Snow formed perfect climbing banks around the school parking lot, but there would be no recess that day at Kibbee Fuller Elementary School in Somers, Connecticut. It was Christmas party day. Wool mittens were left on the radiator to dry from morning snowball fights. Cutouts of snowflakes decorated the inside of the tall windows, ice crystals shimmered outside.
Mrs. Freeman had just finished circling the room with the gallon container of paste and a wood ruler she used as a scoop. As always, Billy was eating some of his. I dug my finger into the knob of white paste and started in to work, linking alternating red and green strips of construction paper. As we finished the garlands, Mrs. Freeman hung them on the tree.
The tree, the tree. The week before, Mrs. Freeman had asked if anyone could bring a tree to school. ME. I shot my arm into the air like a rocket. When my parents took us to pick our family tree, my sister and I both blurted out that we had volunteered to bring trees to our classrooms.
So there was my mother, a woman with four children, another one on the way (though we didn’t know it at the time) and a budget so tight that the milkman sometimes had to wait for his money. Buying three trees. She didn’t complain, but did suggest that next year we give someone else a chance. There was no scolding, just bemused tolerance. I’d also volunteered her to make cookies for the party. Cookies, she didn’t mind. The eggs came from our hens and she kept 20-pound bins of flour and sugar. Baking was just part of her daily routine.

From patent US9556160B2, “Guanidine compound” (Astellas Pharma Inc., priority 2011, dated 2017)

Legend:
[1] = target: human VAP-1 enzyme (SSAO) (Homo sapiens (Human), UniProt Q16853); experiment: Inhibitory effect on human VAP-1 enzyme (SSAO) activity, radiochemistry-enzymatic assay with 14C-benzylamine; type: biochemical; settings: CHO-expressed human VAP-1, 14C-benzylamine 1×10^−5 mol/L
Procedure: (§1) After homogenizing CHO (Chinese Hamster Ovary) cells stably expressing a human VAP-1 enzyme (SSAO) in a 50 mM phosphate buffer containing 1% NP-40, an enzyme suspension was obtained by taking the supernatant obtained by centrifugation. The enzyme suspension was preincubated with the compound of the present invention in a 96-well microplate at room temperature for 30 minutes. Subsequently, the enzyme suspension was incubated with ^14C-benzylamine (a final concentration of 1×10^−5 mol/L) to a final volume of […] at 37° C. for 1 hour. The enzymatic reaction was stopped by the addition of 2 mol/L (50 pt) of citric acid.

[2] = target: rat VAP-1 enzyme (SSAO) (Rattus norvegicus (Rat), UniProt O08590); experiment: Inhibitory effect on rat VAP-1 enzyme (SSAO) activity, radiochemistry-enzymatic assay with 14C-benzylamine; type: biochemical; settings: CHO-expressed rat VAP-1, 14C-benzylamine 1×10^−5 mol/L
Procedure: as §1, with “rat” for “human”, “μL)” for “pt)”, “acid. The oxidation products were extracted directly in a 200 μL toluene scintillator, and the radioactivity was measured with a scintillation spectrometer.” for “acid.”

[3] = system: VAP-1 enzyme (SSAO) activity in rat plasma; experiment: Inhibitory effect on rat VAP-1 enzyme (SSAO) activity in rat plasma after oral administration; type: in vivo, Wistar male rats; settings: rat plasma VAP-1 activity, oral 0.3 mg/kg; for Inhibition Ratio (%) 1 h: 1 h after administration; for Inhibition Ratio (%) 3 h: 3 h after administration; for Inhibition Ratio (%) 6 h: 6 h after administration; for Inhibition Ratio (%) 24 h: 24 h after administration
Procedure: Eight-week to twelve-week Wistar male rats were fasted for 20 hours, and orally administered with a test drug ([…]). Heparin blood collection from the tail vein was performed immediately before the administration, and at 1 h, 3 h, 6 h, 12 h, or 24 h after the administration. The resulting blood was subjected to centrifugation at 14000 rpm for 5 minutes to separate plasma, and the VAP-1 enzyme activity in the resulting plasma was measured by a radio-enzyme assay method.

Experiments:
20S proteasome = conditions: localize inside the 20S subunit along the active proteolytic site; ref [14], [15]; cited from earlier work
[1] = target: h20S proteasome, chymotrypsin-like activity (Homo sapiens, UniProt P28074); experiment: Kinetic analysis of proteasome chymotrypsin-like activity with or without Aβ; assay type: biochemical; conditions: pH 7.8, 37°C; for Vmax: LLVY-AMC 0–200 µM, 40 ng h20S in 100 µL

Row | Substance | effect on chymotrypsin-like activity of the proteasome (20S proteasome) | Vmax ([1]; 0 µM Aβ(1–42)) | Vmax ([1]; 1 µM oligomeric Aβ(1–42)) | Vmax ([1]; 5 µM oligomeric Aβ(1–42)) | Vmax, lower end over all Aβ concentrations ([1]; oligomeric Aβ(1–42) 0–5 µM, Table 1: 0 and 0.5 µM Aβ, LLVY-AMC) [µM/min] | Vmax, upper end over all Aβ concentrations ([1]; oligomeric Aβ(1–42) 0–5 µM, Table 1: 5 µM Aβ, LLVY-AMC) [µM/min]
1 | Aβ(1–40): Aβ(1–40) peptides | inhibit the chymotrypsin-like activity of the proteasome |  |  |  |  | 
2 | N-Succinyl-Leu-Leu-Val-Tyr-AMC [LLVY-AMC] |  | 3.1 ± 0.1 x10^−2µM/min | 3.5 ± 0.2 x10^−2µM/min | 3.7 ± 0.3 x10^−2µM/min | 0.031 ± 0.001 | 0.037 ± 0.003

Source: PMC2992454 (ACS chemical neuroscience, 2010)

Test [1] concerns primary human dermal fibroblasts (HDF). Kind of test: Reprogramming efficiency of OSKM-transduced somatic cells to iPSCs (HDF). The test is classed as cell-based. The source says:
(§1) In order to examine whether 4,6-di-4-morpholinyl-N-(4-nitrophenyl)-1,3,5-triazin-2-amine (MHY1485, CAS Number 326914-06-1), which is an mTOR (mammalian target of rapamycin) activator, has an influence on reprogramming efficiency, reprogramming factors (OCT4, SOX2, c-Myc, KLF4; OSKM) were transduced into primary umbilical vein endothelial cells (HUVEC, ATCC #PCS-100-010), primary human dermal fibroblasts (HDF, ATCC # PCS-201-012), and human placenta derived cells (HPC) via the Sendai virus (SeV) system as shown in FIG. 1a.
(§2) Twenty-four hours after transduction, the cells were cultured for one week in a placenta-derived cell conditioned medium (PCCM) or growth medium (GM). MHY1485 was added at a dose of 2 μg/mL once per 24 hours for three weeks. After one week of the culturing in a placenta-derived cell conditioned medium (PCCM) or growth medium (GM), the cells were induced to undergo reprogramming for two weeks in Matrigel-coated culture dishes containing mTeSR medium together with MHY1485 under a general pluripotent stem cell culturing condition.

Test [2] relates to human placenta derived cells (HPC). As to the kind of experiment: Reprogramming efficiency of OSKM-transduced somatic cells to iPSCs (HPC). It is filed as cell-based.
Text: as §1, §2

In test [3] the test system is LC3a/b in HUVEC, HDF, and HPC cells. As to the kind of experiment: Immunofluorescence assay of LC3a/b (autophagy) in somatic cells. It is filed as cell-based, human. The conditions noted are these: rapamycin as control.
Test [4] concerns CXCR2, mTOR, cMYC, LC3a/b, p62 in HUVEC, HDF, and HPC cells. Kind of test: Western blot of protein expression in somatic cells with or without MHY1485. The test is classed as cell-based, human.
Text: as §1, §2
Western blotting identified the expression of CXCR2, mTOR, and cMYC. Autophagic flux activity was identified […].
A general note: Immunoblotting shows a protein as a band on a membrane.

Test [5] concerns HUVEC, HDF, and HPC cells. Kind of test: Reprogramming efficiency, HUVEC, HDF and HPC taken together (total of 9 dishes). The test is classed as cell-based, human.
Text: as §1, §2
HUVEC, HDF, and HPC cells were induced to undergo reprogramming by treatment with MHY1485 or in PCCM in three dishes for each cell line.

“Room mothers”…. which my mother never was, because she always had kids at home… set out the cookies and punch in Mrs. Freeman’s classroom. A buzz was working its way from desk to desk and it wasn’t from the sugar. We knew that Santa Claus was in the building. Being a second grader, I knew that the miracle of seeing Santa the week before Christmas, was just one of those great things about being in school. It was the late 1950s and there were no mall Santas.
HO HO HO. He burst into our classroom, bearded, belted and dressed in the red suit. His face was nearly hidden by the mass of white hair. His eyes twinkled and as the poem goes, “He went right to work.” He settled into a chair, pillow-case of a bag at his feet. There were gifts; mine was a brand new blue comb.
When school let out, we scuttled through the cold to line up for our buses. As I did, I noticed the cars parked by the building. The principal usually parked there, along with visitors. My father’s maroon Hudson, faded and serviceable, sat next to the principal’s car. I boarded the bus wondering if maybe he’d been called in to help with someone’s car — he owned the local gas station.
At home that afternoon, I asked my mother why our car was at the school. Daddy was volunteering, she said.
It wouldn’t be ’til third grade, when my mother told me that Mr. Gerrish was a volunteer Santa that I put together, the twinkling eyes, the car, and the idea that Christmas is what you do, not what you buy.